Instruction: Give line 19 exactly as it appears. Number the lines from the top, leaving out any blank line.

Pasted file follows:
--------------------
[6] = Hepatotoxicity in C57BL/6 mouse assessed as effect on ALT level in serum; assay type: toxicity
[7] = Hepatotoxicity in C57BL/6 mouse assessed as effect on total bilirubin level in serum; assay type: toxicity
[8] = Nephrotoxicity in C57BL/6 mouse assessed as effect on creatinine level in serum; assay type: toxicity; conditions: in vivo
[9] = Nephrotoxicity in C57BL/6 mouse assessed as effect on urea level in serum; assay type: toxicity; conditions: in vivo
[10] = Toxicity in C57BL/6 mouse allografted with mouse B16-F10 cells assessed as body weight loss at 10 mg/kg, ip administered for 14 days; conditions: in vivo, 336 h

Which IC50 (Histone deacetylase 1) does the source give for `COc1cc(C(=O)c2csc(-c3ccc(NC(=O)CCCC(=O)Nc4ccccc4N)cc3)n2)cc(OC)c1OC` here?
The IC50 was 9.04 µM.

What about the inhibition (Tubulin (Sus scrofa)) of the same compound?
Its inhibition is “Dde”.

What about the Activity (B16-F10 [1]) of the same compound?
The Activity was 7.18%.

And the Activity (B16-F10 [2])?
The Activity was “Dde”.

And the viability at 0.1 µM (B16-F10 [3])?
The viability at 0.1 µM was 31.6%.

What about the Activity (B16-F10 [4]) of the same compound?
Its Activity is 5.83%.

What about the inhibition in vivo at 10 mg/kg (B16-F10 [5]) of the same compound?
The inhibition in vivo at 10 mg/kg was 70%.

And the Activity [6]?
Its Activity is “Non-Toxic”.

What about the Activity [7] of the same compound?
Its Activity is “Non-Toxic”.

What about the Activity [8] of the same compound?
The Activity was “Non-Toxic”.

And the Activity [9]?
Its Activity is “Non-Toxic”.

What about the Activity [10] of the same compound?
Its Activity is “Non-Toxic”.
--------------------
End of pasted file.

The inhibition in vivo at 10 mg/kg was 70%.